Revenue and query growth buoyed Google in Q4 as the national economic crisis worsened into a global recession.
CEO Eric Schmidt said during an earnings call that Q4 was “in some ways…the easy part” as Google benefited from retailers’ puffed holiday budgets and users’ increased comparison-shopping search activity.
“Now we’re in…uncharted territory,” he said. But he insisted media and advertising trends are on the company’s side. “We’re certainly prepared to get through this no problem.”
Google reported fourth quarter revenues of $5.7 billion, 18 percent higher than the year-ago period. However net income was hurt by charges related to its AOL and Clearwire investments.
The quarter was perhaps most notable for Google’s aggressive cost trimming. In Q4 and in the weeks since it ended, the company conducted its first layoffs (of 100 recruiters) and discontinued products such as Google Print Ads, Google Catalog Search, mobile social network Dodgeball, micro-blogging service Jaiku, and Google Catalog Search. From the perspective of advertisers, Print Ads was the most striking to see go, as it was an early and heavily-promoted example of Google’s ambitions to broker offline ads.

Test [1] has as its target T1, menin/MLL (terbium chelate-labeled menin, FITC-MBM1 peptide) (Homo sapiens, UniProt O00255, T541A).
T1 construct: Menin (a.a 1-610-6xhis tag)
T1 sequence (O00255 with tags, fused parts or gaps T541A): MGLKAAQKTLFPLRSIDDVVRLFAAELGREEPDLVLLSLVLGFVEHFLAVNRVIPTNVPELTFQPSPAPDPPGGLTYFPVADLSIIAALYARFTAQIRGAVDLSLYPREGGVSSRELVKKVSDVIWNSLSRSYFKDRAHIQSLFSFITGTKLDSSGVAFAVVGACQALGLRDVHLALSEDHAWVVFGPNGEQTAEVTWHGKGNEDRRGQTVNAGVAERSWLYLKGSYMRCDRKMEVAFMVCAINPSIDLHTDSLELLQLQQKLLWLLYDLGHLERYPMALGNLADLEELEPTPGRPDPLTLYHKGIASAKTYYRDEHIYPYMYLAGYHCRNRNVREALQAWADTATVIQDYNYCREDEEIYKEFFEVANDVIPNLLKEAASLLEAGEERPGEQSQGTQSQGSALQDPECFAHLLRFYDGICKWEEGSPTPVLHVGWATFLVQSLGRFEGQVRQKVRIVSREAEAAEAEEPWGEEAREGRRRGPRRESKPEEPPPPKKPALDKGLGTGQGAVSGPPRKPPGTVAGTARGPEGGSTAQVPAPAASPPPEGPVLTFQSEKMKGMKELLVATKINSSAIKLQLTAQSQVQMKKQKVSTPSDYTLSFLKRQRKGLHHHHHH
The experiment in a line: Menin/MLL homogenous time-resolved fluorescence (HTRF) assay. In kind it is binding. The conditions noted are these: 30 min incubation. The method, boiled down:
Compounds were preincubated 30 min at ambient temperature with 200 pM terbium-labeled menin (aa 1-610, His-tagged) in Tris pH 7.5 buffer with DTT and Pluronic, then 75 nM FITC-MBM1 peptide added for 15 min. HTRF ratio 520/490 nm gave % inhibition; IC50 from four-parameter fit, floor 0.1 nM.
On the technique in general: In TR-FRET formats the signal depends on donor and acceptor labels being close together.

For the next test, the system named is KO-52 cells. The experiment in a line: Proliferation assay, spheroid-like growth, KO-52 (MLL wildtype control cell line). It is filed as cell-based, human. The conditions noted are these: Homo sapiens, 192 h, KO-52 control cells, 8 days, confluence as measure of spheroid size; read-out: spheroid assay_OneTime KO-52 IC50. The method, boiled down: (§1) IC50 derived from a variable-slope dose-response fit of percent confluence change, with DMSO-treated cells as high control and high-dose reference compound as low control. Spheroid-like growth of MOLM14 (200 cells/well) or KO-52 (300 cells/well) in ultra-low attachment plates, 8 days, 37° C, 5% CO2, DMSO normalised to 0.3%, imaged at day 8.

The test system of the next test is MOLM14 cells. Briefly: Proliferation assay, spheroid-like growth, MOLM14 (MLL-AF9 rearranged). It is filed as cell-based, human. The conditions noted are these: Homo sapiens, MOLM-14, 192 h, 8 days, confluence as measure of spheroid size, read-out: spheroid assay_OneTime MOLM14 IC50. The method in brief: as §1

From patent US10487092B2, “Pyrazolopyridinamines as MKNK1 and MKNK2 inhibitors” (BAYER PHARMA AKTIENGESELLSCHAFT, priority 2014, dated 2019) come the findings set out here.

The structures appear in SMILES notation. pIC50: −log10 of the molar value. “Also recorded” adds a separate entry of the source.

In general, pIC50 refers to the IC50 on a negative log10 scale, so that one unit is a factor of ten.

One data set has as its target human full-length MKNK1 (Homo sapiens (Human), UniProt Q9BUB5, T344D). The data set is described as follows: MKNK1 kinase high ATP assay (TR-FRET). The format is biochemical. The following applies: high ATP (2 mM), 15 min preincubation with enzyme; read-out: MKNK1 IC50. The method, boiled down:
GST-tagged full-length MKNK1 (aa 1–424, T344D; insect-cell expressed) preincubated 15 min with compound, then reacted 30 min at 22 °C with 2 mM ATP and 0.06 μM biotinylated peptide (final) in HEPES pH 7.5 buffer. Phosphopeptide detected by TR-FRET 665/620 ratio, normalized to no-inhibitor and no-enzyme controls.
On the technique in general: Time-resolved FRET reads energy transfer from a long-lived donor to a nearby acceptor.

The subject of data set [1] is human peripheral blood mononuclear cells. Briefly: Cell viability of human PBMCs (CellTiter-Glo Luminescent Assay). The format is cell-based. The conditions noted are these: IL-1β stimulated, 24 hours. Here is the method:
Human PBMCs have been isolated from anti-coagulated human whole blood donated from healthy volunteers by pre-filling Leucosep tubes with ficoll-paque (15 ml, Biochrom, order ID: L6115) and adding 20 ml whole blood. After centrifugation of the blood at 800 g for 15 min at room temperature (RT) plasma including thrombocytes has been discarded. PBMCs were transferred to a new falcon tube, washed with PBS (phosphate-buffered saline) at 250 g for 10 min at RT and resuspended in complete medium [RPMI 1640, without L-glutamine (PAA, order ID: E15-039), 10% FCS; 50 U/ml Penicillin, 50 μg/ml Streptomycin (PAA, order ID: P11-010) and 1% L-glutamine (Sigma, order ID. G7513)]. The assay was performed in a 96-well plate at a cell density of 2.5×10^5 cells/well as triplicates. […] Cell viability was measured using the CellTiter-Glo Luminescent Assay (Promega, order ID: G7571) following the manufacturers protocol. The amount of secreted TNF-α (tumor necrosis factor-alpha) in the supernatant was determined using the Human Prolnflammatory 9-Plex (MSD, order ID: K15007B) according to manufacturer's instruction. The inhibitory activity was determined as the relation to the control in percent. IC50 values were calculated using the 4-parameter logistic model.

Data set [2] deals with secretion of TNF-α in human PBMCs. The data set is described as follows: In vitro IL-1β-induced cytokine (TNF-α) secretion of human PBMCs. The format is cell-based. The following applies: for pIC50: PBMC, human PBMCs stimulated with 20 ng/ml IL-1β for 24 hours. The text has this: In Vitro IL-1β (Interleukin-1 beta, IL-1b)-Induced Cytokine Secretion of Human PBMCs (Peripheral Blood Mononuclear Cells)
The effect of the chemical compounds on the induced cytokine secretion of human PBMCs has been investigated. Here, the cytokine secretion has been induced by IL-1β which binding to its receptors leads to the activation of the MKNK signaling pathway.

During the period, Google also limited hiring to an unprecedented degree, bringing on only about 100 new employees.
While the impact of the economic crisis on Google’s bottom line is still unclear, the fate of large advertisers is ultimately less important than the shopping behavior of consumers, according to Jonathan Rosenberg, SVP Product Management.
“If a recession caused less commerce to take place, that would adversely impact us and you’d see CPCs go down,” he said. “The CPC question as we see it is really driven by users, and it’s not quite as much the number of advertisers coming in and out at any given time.”
On January 17 2017, ClickZ Intelligence and Constant Content held The Content Marketing Masterclass webinar.
Every year, Google's well-oiled digital ad machine generates tens of billions of dollars in revenue, making the search giant the biggest single recipient of digital ad spend.
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2017 is the year in which CMOs are expected to outspend CIOs on technology, according to Gartner, which is no surprise given the way in which consumers of all kinds are increasingly using technology in their everyday lives.